Realtor.com is beta-testing AgentMatch in Las Vegas and Boulder, and just announced that they have selected 16 realtors to form a advisory board “to work in tandem with us on this important project”.
From the article:
AgentMatch ranks agents by city, ZIP code and neighborhood based in part on their transaction histories, with data sourced from the local multiple listings services. Other information, including certifications and recommendations, is also factored in.
The agents’ reaction to AgentMatch has largely been negative, with many expressing apprehension toward the accuracy of rankings that rely on statistics, and the inherent ambiguity in determining what makes one agent rank higher than another.
Redfin, Google, and others have rolled out their versions, and if it weren’t for the vehement objections by realtors, there would be several agent-rating websites in business by now.
There needs to be a solid, dependable agent resource center – the data is available, and third-parties are going to publish it, if we don’t.
It makes sense that realtor.com would be the natural portal. They have the direct connection to every MLS, and should be able to verify its accuracy. Agents should trust realtor.com more than the rest, and if realtor.com would have been dedicated to lead the industry, then we probably wouldn’t be talking about this. It would have already happened two years ago, before Redfin tried their agent-ranking version for a week.
I’m not on their advisory panel, but I’ll offer my thoughts anyway:
1. Delete the ‘ranking’ of agents, and just make it an agent-resource center loaded with facts – and education. Give instructions on what the data means, and on how to properly interpret it.
2. Include an agent-profile box where realtors can manually input their own introduction and make a pitch why they deserve your business. Provide a link directly off the website to the agent. If an agent wants to dispute their sales counts publically, do it here.
3. Make the data readily consumable – easy to read with helpful tips along the way. For starters:
Total sales closed in the last 12 months:
Number of agents in group who reported sales under this agent:
(comparing 12-month totals vs 36-month shows professional growth)
4. Allow clients and other agents to give feedback, just like Ebay. The realtor would be allowed to give rebuttals, and we’d have to deal with fake feedback. To make everybody happy, we’d probably have to allow agents to delete negative comments up to a point.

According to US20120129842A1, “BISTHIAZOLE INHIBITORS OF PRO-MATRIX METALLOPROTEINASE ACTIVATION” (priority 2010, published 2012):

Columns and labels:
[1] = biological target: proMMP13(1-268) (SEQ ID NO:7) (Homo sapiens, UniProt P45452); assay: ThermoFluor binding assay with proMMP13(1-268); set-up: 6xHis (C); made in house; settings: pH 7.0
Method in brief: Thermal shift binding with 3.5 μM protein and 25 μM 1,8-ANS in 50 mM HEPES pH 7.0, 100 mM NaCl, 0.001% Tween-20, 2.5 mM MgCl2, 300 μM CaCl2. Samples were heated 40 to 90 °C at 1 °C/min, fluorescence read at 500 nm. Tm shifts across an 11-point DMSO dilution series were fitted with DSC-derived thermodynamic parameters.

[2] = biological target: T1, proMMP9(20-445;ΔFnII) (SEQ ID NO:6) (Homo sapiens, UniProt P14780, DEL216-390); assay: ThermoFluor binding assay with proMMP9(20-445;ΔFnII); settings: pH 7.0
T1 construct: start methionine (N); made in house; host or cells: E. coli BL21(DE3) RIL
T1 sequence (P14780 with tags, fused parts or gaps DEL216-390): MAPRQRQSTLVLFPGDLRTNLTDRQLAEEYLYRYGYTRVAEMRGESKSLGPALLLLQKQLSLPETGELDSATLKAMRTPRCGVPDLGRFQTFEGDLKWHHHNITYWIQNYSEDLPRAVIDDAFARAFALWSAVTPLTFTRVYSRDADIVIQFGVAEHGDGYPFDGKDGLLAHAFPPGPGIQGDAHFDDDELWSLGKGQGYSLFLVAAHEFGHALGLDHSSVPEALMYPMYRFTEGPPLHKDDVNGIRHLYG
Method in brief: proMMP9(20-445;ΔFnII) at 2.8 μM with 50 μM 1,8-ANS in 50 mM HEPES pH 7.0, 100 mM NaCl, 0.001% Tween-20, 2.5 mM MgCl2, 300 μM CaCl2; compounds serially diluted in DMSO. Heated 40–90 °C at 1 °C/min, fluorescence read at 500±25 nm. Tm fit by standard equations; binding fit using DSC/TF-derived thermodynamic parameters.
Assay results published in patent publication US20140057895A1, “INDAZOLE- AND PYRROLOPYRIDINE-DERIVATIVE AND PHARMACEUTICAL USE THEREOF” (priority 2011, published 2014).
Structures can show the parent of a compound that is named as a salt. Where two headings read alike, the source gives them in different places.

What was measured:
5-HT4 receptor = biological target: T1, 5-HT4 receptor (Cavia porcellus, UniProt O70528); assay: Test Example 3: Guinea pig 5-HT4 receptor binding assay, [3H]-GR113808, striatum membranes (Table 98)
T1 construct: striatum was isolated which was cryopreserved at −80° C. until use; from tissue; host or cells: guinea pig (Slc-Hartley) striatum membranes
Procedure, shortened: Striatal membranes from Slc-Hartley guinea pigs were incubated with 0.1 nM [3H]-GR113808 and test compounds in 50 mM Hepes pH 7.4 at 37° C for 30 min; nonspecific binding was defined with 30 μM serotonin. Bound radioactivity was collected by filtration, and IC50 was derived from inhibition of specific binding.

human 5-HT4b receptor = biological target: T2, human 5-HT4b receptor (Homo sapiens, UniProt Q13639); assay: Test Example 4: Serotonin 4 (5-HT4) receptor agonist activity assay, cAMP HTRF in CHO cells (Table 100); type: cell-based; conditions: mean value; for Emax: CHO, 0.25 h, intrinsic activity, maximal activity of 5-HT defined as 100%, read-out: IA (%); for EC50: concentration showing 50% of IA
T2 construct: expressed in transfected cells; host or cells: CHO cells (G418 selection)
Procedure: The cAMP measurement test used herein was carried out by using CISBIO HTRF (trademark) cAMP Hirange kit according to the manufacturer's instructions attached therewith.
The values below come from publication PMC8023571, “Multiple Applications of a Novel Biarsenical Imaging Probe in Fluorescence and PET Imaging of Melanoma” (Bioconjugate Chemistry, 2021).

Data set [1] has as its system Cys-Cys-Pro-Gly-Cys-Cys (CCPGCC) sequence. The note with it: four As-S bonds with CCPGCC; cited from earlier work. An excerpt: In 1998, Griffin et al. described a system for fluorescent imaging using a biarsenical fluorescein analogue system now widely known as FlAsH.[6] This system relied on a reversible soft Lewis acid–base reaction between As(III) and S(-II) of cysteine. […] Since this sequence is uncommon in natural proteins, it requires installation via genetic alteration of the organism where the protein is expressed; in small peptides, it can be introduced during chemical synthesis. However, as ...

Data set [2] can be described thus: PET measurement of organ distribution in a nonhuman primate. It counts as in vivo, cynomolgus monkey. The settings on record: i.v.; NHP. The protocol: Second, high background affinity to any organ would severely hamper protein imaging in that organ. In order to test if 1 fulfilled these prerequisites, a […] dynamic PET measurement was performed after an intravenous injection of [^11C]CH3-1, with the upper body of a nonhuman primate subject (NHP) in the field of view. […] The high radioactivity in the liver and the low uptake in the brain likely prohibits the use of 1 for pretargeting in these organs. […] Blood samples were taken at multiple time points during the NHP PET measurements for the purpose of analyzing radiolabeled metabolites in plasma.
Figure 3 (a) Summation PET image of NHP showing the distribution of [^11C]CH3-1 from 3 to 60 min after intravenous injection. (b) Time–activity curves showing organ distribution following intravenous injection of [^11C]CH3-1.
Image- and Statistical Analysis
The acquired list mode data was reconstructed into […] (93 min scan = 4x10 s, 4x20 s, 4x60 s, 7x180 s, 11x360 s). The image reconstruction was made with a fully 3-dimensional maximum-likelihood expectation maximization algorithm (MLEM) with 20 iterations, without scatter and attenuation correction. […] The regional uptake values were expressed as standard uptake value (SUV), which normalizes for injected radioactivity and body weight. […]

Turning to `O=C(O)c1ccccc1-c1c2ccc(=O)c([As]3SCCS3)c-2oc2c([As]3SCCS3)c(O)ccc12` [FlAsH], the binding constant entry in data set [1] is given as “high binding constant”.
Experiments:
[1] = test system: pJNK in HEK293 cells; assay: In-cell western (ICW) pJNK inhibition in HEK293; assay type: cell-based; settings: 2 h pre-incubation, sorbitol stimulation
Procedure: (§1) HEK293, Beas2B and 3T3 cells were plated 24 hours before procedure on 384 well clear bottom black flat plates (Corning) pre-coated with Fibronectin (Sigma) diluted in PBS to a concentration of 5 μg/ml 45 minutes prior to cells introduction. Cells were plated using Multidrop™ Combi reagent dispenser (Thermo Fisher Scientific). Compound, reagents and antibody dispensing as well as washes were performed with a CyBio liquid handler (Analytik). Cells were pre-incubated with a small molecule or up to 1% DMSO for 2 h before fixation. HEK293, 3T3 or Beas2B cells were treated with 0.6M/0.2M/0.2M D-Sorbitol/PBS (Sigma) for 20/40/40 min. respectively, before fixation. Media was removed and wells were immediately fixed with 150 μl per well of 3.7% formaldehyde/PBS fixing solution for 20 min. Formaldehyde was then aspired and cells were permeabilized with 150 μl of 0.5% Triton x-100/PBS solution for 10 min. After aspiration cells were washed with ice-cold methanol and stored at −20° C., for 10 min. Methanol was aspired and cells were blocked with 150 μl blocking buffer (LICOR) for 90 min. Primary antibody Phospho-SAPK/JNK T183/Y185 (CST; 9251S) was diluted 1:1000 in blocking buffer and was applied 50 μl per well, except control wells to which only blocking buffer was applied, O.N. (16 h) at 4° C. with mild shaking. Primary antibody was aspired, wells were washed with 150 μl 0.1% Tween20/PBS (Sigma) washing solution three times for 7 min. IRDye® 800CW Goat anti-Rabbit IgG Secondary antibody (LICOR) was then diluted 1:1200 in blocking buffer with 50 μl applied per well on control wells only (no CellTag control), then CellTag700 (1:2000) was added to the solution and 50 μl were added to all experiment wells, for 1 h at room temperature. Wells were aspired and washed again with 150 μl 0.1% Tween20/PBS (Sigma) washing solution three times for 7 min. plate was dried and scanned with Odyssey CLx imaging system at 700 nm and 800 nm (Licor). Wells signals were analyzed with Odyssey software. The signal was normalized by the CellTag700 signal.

Realtors have enjoyed relative anonymity, and our commitment to educate the consumer is dreadful. A powerful agent-resource center that was properly positioned would help focus the attention on facts, and give the industry some much needed direction. It is in everyone’s best interest to work together to create a package that works.
Transparency would be greatly enhanced. Agents who focus on truthfully marketing themselves would benefit – the stats would back them up. The agents who depend on a fluffy image would still get by, because consumers attracted to that, probably wouldn’t be scouring the internet for data.
Some of the biggest objections will come from those whose shady dealings will now be exposed – it would help keep agents honest!
Most of all, it would give clients a resource from which to learn about the agents who are assisting them with one of the biggest decisions in their life. It’s the least we could do to help.
Mike Imgarten, a 29-year-old civil engineer, encountered a frenzy of demand and a dearth of inventory during a two-month house hunt this spring in Sacramento, Calif. Fearing he’d end up paying too much, he took a break from the search in June. Sales in Sacramento now are off by more than 25 percent from a year ago.
While inventory remains tight by historical standards, the supply of homes on the market has almost doubled, says Erin Stumpf, Imgarten’s real estate agent. “Six months ago, if I listed a property under $400,000, I would expect multiple offers within a few days,” she says. “Now, I might get one offer within the first couple weeks.”
In California, Arizona, and Nevada, where bidding wars have caused the country’s largest gains in home prices, markets are showing signs of cooling. The surge in prices, combined with higher mortgage rates, is reducing affordability while encouraging more sellers to list properties.
“We are shifting from a frenzy to where buyers are taking a step back and being more analytical and unwilling to just make rash decisions,” says Ellen Haberle, an economist for Redfin, a real estate brokerage based in Seattle.